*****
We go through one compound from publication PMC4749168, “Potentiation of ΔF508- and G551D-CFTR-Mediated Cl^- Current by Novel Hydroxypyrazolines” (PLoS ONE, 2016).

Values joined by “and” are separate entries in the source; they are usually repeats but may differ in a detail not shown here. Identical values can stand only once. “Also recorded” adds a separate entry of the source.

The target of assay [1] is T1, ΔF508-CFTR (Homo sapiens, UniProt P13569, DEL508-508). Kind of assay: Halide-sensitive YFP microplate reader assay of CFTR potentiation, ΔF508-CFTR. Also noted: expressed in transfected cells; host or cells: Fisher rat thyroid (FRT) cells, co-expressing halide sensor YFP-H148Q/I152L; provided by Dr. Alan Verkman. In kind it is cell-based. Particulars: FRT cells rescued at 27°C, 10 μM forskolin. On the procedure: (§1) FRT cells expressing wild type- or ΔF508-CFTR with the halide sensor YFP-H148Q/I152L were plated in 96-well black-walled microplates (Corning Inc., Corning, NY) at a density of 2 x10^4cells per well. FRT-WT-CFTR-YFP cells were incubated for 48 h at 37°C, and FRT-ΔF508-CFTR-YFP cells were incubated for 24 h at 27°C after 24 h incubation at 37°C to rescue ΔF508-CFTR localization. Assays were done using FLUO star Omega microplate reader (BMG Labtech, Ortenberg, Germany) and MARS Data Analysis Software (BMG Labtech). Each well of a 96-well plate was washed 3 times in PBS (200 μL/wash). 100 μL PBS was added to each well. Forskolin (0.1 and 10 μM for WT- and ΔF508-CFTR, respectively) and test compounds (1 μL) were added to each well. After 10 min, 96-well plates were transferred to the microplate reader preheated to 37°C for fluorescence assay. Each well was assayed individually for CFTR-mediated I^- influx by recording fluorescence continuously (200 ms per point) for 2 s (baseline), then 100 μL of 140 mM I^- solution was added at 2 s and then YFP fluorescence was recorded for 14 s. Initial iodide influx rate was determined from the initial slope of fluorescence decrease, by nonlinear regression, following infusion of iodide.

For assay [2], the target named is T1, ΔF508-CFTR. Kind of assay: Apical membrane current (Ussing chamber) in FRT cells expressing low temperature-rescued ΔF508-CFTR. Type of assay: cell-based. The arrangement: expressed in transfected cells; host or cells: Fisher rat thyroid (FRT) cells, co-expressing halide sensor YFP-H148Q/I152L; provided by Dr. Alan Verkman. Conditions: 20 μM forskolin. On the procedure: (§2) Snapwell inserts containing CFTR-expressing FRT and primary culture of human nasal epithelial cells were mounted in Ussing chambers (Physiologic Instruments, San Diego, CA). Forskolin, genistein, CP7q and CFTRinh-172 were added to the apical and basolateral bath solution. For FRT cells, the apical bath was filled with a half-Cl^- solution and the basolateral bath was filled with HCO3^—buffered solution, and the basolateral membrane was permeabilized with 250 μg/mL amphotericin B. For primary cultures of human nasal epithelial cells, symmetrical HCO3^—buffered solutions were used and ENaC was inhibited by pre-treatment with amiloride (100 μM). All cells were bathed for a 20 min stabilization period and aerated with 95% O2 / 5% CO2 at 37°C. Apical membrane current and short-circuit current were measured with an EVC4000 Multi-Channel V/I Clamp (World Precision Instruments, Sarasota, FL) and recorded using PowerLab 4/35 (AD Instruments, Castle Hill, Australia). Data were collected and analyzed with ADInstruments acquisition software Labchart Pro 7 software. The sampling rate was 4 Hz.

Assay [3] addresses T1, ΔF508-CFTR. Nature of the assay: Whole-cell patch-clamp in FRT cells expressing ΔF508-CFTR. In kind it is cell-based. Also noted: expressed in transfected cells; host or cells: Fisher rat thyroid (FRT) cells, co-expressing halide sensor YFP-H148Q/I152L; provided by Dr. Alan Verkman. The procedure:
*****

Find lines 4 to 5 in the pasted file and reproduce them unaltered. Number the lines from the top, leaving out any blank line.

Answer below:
For assay [2], the target named is T1, ΔF508-CFTR. Kind of assay: Apical membrane current (Ussing chamber) in FRT cells expressing low temperature-rescued ΔF508-CFTR. Type of assay: cell-based. The arrangement: expressed in transfected cells; host or cells: Fisher rat thyroid (FRT) cells, co-expressing halide sensor YFP-H148Q/I152L; provided by Dr. Alan Verkman. Conditions: 20 μM forskolin. On the procedure: (§2) Snapwell inserts containing CFTR-expressing FRT and primary culture of human nasal epithelial cells were mounted in Ussing chambers (Physiologic Instruments, San Diego, CA). Forskolin, genistein, CP7q and CFTRinh-172 were added to the apical and basolateral bath solution. For FRT cells, the apical bath was filled with a half-Cl^- solution and the basolateral bath was filled with HCO3^—buffered solution, and the basolateral membrane was permeabilized with 250 μg/mL amphotericin B. For primary cultures of human nasal epithelial cells, symmetrical HCO3^—buffered solutions were used and ENaC was inhibited by pre-treatment with amiloride (100 μM). All cells were bathed for a 20 min stabilization period and aerated with 95% O2 / 5% CO2 at 37°C. Apical membrane current and short-circuit current were measured with an EVC4000 Multi-Channel V/I Clamp (World Precision Instruments, Sarasota, FL) and recorded using PowerLab 4/35 (AD Instruments, Castle Hill, Australia). Data were collected and analyzed with ADInstruments acquisition software Labchart Pro 7 software. The sampling rate was 4 Hz.

Assay [3] addresses T1, ΔF508-CFTR. Nature of the assay: Whole-cell patch-clamp in FRT cells expressing ΔF508-CFTR. In kind it is cell-based. Also noted: expressed in transfected cells; host or cells: Fisher rat thyroid (FRT) cells, co-expressing halide sensor YFP-H148Q/I152L; provided by Dr. Alan Verkman. The procedure: